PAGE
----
How to Improve a Credit Score: 4 Quick Tips

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In the world of personal finance, there are few things worse than a poor credit score. A subpar score can end up costing you tons of money in interest throughout your lifetime, assuming you're able to qualify for financing at all. Take these steps to improve a credit score.

1. Check your credit reports for accuracy
Your credit score is based solely on the information reported in your credit report. If the information in your report is inaccurate, your credit score will be, too. That makes it important for you to check all three of your credit reports for errors. If you find inaccuracies, be sure to dispute the items directly with the credit reporting agencies to have them corrected. Under the Fair Credit Reporting Act, you're entitled to one free credit report from each of the three credit reporting agencies once every 12 months. At you can request your report from Equifax, Experian, and TransUnion. Order and view each report online or request that a copy be mailed to you.

2. Find out where your credit score stands
After you've verified the information in your credit reports is accurate, find out where your credit score stands. A number between 300 and 850, your score is a gauge of how likely it is you'll repay your debts. The higher the number, the better your credit score.

Here's a breakdown of credit scores and what they mean.

Credit Score Range


720 to 850


680 to 719


620 to 679


580 to 619


500 to 579


300 to 499



Unlike credit reports, annual free reports do not include your credit score. But you can obtain it using a free credit score resource such as that offered through

3. Know the variables that contribute to your low credit score
Credit scoring models are designed to include reasons that explain where you lost points in your credit score calculation. Credit scores are determined considering the following factors:

  • Payment history (35%): Your score is negatively affected if you've been late in paying your bills, had an account sent to collection, or declared bankruptcy. The more recent the problem, the lower your score.
  • Outstanding debt (30%): If the amount you owe is close to your credit limit, that'll negatively effect on your score. And if you carry a balance on a number of accounts, that might lower your score because it looks like you're overextended.
  • Length of your credit history (15%): The longer your accounts have been open, the better. A short history is OK so long as you don't owe too much and have paid on time.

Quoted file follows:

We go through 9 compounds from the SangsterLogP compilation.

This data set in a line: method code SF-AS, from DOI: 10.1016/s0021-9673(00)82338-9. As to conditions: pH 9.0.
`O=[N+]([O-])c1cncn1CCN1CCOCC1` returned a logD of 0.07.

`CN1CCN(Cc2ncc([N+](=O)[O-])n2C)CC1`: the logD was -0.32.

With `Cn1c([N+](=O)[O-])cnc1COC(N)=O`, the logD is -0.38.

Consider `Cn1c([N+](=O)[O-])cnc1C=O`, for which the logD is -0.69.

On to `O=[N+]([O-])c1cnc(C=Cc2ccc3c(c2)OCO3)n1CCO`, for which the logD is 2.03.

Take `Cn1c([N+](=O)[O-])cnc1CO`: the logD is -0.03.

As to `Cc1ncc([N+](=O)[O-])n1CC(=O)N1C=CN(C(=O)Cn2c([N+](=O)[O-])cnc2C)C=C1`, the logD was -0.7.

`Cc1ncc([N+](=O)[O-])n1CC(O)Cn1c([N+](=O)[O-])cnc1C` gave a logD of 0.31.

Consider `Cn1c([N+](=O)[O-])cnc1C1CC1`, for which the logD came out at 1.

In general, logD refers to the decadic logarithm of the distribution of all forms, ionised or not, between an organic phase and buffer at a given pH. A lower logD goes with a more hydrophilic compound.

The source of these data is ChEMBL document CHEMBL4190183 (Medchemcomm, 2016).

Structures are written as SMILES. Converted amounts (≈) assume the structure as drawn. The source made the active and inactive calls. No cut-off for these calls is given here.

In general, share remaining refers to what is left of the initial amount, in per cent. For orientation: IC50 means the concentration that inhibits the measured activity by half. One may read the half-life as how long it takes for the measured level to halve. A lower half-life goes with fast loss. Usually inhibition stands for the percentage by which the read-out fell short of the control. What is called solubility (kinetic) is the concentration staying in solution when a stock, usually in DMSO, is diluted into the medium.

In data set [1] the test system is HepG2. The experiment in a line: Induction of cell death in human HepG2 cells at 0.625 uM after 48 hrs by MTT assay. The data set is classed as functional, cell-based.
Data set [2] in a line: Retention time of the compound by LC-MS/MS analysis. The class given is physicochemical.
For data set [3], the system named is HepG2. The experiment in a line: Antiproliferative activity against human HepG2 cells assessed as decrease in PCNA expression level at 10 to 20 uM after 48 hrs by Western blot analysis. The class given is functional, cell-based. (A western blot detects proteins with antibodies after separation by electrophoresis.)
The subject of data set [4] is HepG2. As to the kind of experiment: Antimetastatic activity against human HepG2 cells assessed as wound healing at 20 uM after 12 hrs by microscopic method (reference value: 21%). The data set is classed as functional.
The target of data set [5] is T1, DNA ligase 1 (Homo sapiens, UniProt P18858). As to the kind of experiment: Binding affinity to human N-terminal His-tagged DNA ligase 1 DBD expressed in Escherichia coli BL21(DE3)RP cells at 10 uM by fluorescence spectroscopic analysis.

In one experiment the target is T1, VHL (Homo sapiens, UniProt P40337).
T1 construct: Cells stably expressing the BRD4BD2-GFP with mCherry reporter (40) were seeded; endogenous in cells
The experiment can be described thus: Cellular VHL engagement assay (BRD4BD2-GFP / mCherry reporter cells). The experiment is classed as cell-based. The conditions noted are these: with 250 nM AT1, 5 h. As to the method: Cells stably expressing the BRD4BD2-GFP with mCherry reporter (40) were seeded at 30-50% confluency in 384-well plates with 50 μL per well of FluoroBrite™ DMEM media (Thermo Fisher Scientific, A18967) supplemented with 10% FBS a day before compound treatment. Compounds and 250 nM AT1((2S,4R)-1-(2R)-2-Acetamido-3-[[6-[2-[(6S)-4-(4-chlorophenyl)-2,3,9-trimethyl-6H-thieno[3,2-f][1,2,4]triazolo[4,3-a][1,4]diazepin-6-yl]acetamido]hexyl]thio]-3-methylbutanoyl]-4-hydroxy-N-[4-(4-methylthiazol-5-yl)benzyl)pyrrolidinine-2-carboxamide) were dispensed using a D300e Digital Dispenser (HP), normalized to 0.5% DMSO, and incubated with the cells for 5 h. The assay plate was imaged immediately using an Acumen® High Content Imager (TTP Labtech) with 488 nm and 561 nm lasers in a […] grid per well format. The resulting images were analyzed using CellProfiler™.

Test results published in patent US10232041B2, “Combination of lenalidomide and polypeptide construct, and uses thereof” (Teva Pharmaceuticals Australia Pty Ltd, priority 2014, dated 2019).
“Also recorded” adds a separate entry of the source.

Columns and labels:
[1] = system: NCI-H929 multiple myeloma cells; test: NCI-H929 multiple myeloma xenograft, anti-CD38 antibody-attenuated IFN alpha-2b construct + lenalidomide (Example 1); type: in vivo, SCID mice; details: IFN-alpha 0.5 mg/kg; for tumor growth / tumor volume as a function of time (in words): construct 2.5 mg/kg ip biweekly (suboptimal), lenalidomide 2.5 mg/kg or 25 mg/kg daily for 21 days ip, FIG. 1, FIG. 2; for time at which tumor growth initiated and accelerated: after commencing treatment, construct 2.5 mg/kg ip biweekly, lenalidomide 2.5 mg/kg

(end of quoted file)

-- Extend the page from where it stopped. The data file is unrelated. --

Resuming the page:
• New credit (10%): If you've recently applied for many new accounts, that may negatively affect your score.
  • Types of credit in use (10%): Looks for a mix of different types of credit, both revolving accounts and installment loans. This factor is important only if there isn't a lot of other information to use in determining your score.

As you can see, some variables carry more weight than others. Armed with this knowledge, you'll be able to find out what's causing your credit score and outline a credit score improvement plan that's specific to you.

4. Outline your plan and stick with it
Now that you've identified the causes of your credit score, put a plan in place to improve your score and stick with it. If your credit score is low as a result of negative impacts on some of the more significant variables, it's going to take time and consistent changes in the way you manage your credit obligations. First, address any outstanding collections or unpaid debts. Second, add new positive credit information to your credit reports to help offset the damage. Then, manage your accounts impeccably this time around. That means making all of your payments on time and keeping your credit card balances low.

Foolish bottom line
Use these tips to help improve a credit score today. By acting on these strategies, you'll start taking advantage of all the benefits that having great credit affords. 

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The article How to Improve a Credit Score: 4 Quick Tips originally appeared on

Follow Nicole Seghetti on Twitter @NicoleSeghetti. Try  any of our Foolish newsletter services free for 30 days. We Fools may not all hold the same opinions, but we all believe that considering a diverse range of insights makes us better investors. The Motley Fool has a disclosure policy.

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